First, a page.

by Emma Flowers, Acton-Boxborough Regional High School, Class of 2014

While an intern at JFS, Emma Flowers contributed this story to the June 2014 issue of the Jewish Family Network newsletter. She is currently a student at Bennington College in Vermont.

It took a number of years for Julie Wolf, a freelance writer and until recently Jewish Family Network's newsletter editor, to proudly embrace her Jewish heritage. Growing up as a member of a traditional (for that time) Conservative temple in South Florida, she and her family were quite Jewish but not particularly observant, and Julie never felt a strong connection to the Jewish community. She and her twin sister attended Hebrew school just long enough to become b'not mitzvah (plural of bat mitzvah) and take part in their Hebrew school's graduation trip to Disney World. Although there was a substantial Jewish population in South Florida when she was growing up, she continually experienced an unshakable feeling of being part of a minority. The "otherness" Julie felt because she was Jewish followed her into adulthood. Over time, ambivalence gave way to pride in her heritage. She and her husband, Keith Wagner (pictured), live in Framingham. This is Julie's story:

Julie's involvement in the Metrowest Jewish community really started in 2009, when Malka Young, a social worker at JFS (Jewish Family Service), suggested that she try Jewish Family Network. At the time, Julie's youngest child was 3 years old, but she hadn't been actively involved with other Jewish families in an organized way. In 2001 Julie and her sister (who also made her home in Framingham) had given birth to their first daughters only three days apart, and they had never looked outside of themselves for organized companionship or community. Essentially, they were their own moms' group.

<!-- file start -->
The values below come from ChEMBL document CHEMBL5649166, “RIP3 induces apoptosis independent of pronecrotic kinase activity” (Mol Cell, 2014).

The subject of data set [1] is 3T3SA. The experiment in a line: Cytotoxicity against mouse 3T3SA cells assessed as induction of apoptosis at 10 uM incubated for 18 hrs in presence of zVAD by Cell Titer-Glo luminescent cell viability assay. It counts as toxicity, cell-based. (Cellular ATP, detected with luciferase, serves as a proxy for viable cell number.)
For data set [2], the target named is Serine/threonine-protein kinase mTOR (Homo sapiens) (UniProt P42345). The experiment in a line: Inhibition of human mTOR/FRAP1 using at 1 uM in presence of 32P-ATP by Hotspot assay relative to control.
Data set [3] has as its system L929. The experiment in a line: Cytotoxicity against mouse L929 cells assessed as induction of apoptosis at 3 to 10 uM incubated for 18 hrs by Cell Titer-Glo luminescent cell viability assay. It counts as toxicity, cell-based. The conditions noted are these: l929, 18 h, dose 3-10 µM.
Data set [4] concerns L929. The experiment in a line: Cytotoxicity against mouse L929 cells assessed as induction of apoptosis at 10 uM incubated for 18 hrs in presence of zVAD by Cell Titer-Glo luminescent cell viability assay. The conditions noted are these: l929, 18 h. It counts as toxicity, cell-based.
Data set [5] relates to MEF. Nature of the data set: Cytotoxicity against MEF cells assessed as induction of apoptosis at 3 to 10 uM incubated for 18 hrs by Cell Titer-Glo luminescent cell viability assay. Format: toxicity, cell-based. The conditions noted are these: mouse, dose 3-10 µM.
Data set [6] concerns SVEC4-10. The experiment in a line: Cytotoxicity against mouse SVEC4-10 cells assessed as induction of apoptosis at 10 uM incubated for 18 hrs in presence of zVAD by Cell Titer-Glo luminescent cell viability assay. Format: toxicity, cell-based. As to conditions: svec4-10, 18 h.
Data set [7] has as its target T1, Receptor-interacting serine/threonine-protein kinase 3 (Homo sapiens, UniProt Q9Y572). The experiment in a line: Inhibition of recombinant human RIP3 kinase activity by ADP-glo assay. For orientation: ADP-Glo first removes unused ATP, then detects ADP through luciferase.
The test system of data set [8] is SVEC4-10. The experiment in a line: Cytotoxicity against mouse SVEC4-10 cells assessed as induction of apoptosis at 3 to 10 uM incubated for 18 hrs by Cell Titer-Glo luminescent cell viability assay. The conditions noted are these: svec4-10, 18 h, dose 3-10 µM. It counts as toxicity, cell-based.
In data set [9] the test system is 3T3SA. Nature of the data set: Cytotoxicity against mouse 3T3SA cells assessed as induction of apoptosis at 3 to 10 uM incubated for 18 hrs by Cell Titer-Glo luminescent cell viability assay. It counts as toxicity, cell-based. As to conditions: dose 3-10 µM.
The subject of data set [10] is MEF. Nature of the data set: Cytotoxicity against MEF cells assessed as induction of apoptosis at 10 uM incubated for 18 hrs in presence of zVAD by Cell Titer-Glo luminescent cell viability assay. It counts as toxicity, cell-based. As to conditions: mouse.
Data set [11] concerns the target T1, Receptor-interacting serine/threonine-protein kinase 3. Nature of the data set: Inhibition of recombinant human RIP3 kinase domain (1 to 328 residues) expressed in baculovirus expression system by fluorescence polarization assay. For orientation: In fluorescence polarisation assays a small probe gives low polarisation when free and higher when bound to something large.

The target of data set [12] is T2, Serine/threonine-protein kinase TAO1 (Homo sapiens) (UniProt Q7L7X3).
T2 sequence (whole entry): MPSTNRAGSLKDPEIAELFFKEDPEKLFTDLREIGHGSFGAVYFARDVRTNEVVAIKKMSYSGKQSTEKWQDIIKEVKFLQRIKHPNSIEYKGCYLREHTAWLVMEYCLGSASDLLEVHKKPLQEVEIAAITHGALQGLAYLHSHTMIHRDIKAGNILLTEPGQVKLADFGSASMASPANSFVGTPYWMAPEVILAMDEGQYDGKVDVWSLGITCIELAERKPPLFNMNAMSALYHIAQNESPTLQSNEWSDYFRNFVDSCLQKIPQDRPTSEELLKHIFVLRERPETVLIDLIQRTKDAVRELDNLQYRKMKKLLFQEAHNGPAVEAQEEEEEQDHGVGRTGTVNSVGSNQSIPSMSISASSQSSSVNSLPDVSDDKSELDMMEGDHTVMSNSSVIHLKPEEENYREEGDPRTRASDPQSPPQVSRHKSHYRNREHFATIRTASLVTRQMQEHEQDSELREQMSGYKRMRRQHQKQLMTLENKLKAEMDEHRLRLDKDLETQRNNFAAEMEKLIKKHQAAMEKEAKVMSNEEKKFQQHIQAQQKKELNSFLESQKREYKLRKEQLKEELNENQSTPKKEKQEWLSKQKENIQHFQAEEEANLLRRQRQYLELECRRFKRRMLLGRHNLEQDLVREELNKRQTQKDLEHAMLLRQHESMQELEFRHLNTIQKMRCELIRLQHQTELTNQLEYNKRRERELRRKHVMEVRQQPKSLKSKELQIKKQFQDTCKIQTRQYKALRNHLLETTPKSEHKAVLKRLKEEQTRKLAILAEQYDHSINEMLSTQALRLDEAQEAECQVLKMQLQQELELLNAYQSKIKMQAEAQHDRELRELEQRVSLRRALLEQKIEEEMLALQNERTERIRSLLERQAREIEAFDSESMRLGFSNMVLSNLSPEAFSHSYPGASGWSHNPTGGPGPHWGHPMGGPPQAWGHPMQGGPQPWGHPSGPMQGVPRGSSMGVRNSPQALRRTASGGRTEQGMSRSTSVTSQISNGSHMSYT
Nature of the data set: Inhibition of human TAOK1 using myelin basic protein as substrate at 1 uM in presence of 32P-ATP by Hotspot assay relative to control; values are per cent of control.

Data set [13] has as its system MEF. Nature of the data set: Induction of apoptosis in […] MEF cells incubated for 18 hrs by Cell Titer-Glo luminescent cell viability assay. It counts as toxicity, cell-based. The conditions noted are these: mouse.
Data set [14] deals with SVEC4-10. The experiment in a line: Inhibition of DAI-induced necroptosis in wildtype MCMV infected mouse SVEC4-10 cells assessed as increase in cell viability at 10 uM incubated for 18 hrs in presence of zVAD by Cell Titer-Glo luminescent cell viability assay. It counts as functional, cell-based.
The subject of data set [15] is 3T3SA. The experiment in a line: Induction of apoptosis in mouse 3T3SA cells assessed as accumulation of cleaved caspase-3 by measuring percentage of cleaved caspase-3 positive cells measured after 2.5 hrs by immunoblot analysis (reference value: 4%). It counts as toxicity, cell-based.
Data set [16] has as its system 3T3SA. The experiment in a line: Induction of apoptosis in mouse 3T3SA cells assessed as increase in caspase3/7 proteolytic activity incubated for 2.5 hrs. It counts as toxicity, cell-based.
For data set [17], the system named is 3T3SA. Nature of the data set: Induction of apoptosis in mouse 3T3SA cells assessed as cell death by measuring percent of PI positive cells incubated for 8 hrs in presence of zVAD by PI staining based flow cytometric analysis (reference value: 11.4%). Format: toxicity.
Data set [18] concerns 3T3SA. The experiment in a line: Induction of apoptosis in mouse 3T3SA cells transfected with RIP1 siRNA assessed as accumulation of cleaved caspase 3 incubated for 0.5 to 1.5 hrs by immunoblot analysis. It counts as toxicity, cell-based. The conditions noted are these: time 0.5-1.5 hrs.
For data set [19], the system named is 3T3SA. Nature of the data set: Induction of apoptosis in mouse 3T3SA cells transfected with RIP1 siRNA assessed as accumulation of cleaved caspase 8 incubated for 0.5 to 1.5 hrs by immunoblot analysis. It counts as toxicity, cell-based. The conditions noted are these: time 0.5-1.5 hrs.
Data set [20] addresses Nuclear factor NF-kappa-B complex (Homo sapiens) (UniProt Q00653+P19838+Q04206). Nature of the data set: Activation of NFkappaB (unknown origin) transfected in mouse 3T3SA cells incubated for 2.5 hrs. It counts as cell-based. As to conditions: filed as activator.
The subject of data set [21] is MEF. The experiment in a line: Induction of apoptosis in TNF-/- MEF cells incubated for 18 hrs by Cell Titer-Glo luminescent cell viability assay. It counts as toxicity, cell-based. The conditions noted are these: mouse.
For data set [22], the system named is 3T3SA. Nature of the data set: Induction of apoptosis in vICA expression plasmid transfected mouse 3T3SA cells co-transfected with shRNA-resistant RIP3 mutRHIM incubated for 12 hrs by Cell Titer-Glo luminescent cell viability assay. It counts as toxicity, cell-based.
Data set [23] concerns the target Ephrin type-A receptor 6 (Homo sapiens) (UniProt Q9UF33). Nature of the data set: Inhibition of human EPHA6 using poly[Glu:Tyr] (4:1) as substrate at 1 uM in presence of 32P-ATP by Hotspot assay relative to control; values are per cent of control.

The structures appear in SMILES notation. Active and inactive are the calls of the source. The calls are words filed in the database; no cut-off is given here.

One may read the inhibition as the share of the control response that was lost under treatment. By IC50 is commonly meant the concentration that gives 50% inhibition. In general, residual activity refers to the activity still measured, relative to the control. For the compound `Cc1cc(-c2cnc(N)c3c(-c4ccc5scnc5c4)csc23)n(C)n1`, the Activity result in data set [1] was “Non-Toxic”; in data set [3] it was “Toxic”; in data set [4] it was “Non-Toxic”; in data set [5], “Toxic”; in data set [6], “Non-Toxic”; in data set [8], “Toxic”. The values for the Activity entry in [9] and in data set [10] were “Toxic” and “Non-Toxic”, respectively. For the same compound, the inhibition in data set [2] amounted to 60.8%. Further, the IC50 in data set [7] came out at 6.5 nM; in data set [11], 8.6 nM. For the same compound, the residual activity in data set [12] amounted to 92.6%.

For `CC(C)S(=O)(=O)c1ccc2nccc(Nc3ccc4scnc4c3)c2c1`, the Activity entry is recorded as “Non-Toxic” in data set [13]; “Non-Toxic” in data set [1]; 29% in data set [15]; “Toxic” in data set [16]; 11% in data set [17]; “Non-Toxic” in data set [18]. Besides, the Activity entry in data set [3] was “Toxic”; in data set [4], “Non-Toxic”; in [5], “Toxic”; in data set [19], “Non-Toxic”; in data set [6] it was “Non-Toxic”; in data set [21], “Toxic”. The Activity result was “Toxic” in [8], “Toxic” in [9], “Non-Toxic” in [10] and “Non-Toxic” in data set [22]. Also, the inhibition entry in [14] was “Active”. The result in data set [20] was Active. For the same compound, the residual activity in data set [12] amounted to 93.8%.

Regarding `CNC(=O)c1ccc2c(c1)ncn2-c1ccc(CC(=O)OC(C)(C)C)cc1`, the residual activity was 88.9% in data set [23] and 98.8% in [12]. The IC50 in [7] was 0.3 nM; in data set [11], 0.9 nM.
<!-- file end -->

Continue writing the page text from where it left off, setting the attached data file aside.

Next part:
With encouragement, Julie took a leap of faith and agreed to lead a playgroup for Jewish Family Network. As attendance grew, and "regulars" started to connect with each other and with her, she began to realize the immense value of being part of a group like this. Julie experienced the common thread among all the mothers in the playgroup. "We were all interested in becoming a part of the Jewish community in a casual way," Julie says. She discovered, along with the other mothers, that a community builds itself when you allow yourself to get involved, even if at first it feels daunting. By participating in Jewish Family Network programs, Julie didn't have to actively seek out connections, because they simply were there. Through her work with Jewish Family Network, Julie learned that developing community means "putting down our roots wherever we are now."